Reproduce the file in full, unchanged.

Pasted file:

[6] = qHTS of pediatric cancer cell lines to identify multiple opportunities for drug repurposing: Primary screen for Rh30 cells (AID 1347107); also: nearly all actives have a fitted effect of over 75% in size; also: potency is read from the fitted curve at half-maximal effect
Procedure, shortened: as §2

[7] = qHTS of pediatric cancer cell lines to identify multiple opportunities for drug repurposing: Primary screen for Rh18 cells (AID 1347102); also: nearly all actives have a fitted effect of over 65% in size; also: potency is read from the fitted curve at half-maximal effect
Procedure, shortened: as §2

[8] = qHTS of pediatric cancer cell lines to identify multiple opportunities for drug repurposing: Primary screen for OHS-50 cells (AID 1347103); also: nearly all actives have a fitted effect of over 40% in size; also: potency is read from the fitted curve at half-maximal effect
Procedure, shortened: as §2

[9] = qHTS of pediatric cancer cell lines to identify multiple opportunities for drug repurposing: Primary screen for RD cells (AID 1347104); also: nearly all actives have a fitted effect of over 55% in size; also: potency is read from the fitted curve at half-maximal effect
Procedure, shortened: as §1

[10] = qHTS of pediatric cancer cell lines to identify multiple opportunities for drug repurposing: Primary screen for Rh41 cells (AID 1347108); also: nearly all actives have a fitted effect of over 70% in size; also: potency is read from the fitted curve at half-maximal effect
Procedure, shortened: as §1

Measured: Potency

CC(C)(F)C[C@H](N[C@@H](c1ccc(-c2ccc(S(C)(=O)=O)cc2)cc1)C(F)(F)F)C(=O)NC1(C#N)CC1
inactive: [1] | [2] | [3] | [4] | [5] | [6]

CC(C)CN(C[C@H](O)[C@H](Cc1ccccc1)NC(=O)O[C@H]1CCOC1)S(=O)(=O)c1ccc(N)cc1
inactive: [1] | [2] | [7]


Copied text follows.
[6] = qHTS of pediatric cancer cell lines to identify multiple opportunities for drug repurposing: Primary screen for Rh30 cells (AID 1347107); also: nearly all actives have a fitted effect of over 75% in size; also: potency is read from the fitted curve at half-maximal effect
Procedure, shortened: as §2

[7] = qHTS of pediatric cancer cell lines to identify multiple opportunities for drug repurposing: Primary screen for Rh18 cells (AID 1347102); also: nearly all actives have a fitted effect of over 65% in size; also: potency is read from the fitted curve at half-maximal effect
Procedure, shortened: as §2

[8] = qHTS of pediatric cancer cell lines to identify multiple opportunities for drug repurposing: Primary screen for OHS-50 cells (AID 1347103); also: nearly all actives have a fitted effect of over 40% in size; also: potency is read from the fitted curve at half-maximal effect
Procedure, shortened: as §2

[9] = qHTS of pediatric cancer cell lines to identify multiple opportunities for drug repurposing: Primary screen for RD cells (AID 1347104); also: nearly all actives have a fitted effect of over 55% in size; also: potency is read from the fitted curve at half-maximal effect
Procedure, shortened: as §1

[10] = qHTS of pediatric cancer cell lines to identify multiple opportunities for drug repurposing: Primary screen for Rh41 cells (AID 1347108); also: nearly all actives have a fitted effect of over 70% in size; also: potency is read from the fitted curve at half-maximal effect
Procedure, shortened: as §1

Measured: Potency

CC(C)(F)C[C@H](N[C@@H](c1ccc(-c2ccc(S(C)(=O)=O)cc2)cc1)C(F)(F)F)C(=O)NC1(C#N)CC1
inactive: [1] | [2] | [3] | [4] | [5] | [6]

CC(C)CN(C[C@H](O)[C@H](Cc1ccccc1)NC(=O)O[C@H]1CCOC1)S(=O)(=O)c1ccc(N)cc1
inactive: [1] | [2] | [7]